Today, I will hike to Eiffel Lakes and beyond to Wenkchemna Pass. The drive west is largely in darkness and I am past the Town of Banff before pastel orange light from an uninspiring sunrise, into cloudless sky, begins illuminating the tips of mountains on my approach to Lake Louise.
The days are rapidly and quite noticeably getting shorter as winter approaches.
At Moraine Lake, it is brisk under clear sky and I pass the gloomy lake-shore to begin the hike up the trail past streams and familiar, dense forest emerging from moss carpets. The routine slog up the 11 long switchbacks takes me 457 m (1,500 feet) above Moraine Lake and 3 kilometres (1.9 miles) later I arrive at the Eiffel Lakes or Larch Valley trail junction. Left – Eiffel Lakes and Wenkchemna Pass: Right – Larch valley and Sentinel Pass.
After layering down I begin the next 3.2 KM (2 mile) segment in sunshine along more rugged, but still quite good trail to Eiffel Lakes.
The warm weather has kept the larch trees brilliant in the sun. I am hiking in the valley adjacent and south of Larch Valley. Here, the larch forest is to my left and 305 m (a thousand feet) below me.
The trail I am hiking on, through Desolation Valley (named by explorer Walter Wilcox in 1893), is actually gaining elevation imperceptibly as I hike beneath 3,084 m (10,118 ft) Eiffel Peak on my right.
As the day warms up, silence is continually interrupted with the sound of tiny avalanches from the mountains on the other side of the valley. First there is a crack then a roar similar to the sound of an aeroplane. It is fascinating to watch the snow tumble down the mountain-side. In the distance Wenkchemna Pass, wedged between 3,206 m (10,518 ft) Wenkchemna Peak and 3,237 m (10,620 ft) Neptuak Mountain, appears at the end of the broad valley before the Eiffel Lakes come into view.
The trail gradually declines in quality to become more scree laden as I approach the tiny lakes. On my right, the scramble to Wastach Pass between Eiffel and Wenkchemna Mountains is inviting. Eiffel Lakes, water levels are very low, are nestled in the barren debris of rock fall. The lake surfaces are perfect mirrors for surrounding mountains. Immediately beside the Eiffel Lakes a massive rock fall has created huge piles of boulders. There is a path winding its way through and around the obstruction but it is just too much fun to ignore and I scramble up and over the huge rocks. Trail beyond is on scree as I begin the additional 4.1 KM (2.6 mile), in a broad loop past minor lakes and ponds in the valley, to 2,611 m (8,566 ft) Wenkchemna Pass.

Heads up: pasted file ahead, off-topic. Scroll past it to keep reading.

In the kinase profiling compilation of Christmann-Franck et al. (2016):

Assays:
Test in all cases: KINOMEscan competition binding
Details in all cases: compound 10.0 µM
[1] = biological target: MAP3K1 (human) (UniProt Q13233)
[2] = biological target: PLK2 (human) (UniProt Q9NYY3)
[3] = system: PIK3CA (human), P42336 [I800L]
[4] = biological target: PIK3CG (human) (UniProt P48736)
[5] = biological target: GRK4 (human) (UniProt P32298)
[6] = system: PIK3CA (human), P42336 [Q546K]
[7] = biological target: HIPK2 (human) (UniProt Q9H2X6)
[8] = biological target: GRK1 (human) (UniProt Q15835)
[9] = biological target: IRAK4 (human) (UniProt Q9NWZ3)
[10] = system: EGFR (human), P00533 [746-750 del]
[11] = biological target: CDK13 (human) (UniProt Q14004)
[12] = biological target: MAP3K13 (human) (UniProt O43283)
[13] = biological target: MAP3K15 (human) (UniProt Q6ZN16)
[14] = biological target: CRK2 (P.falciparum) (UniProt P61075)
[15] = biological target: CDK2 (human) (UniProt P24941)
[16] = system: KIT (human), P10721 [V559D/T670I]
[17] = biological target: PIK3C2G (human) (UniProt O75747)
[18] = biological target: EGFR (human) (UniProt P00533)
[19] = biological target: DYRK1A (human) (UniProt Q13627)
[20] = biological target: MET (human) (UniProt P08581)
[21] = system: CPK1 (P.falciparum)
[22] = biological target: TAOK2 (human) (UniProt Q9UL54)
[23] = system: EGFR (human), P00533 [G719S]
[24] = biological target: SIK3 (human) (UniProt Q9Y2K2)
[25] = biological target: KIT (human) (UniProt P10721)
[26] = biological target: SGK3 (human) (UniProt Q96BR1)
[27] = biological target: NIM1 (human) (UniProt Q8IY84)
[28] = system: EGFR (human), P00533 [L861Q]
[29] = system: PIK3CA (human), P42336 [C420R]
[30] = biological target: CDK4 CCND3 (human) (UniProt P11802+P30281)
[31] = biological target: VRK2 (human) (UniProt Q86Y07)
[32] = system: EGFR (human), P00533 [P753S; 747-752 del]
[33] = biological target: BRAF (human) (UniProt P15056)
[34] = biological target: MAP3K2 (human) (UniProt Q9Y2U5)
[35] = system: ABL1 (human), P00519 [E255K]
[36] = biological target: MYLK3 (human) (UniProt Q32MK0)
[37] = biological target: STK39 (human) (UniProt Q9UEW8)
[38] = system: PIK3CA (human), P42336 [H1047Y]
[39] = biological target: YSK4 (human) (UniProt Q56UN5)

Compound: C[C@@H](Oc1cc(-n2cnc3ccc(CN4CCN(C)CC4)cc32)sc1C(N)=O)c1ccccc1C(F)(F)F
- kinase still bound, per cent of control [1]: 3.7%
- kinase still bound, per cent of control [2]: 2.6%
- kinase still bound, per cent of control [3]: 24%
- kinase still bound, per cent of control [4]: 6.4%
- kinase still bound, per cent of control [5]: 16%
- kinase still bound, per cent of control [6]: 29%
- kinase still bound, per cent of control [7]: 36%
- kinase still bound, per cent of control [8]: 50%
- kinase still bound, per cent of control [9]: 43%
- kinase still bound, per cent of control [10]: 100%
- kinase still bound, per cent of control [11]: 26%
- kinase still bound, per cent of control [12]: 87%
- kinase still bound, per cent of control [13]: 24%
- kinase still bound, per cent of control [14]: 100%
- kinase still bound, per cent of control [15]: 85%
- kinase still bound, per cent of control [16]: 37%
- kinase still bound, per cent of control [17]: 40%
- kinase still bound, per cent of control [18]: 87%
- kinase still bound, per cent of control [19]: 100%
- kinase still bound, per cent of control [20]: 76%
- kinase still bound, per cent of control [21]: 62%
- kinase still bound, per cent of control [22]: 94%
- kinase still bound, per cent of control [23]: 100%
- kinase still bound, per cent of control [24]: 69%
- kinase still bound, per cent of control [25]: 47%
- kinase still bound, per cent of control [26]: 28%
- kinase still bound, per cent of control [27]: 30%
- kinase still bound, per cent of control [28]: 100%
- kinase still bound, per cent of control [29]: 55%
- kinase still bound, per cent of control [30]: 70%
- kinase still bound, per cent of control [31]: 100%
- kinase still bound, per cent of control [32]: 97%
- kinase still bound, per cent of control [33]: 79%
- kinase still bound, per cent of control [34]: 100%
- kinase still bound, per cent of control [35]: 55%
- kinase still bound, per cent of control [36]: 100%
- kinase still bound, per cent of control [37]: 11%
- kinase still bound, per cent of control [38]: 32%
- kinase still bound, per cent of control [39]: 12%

‘Wenkchemna’ is the Stoney Indian word for the numeral ’10’. The current names of the 10 peaks, all visible from the Pass, in order, from Moraine Lake are: Fay, Little, Bowlen (Tonsa), Perren, Septa (peak 5), Allen, Tuzo, Deltaform, Neptauk, and on the other side of the Pass, Wenkchemna Peak. The name ‘Eiffel‘ comes from the rock tower above the Pass which, with a tilt of the head and a fairly broad imagination, could be compared to the Eiffel Tower in Paris, France.
This range of mountain peaks forms the border between Alberta and British Columbia. The names of the ten peaks were originally Stoney words for the numerals from 1 to 10. At the end of the valley, the final approach to the Pass is riddled with ice and snow. The ‘trail’ is confused with many game trails and partially covered with up to foot of snow. I keep hearing the sound of tiny rock falls but on closer examination it is caused by icicles, in the warm sun, breaking away from the sheer face of Neptauk Mountain. Approach routes are compromised with ice and snow. I make a straight scramble for the top and get shut down only once by a rift about 6 feet across and 30 feet deep. I am confident I can jump over the chasm but I am hiking solo and the risk is unjustifiable, so I retreat and locate an alternate route. A chilling breeze is coming from Wenkchemna Pass but the view into the end of Prospector’s Valley on the other side is worth the effort.
The grand views stretch west into BC’s Yoho National Park, to the barren Eagle Eyrie and the ice-field leading to Opabin Pass and Lake O’Hara.
I drop my pack at the summit cairn and scramble both sides of the Pass to take a photo of Eiffel Tower. It is worth the easy scramble to get above 2,743 m (9,000 feet) for views of the broad valley of lakes, moraines and Larch forest.
Lunch is enjoyable in the sun with shelter from the breeze in a natural rock alcove above the Pass. In early afternoon I begin the return trip by dropping straight off the Pass and off-trailing for a closer view of Eiffel Lakes before scrambling back up the side of the valley to regain the trail. Hiking in sun, boots, shorts and my pack is glorious. Thousands of years ago this entire valley was buried under 915 m (3,000 ft) of ice.
On the return drive to Calgary, I stop once near the Town of Banff for photos of Mount Rundle and Sulphur Mountain across the colourful Vermilion Lakes in late day sun.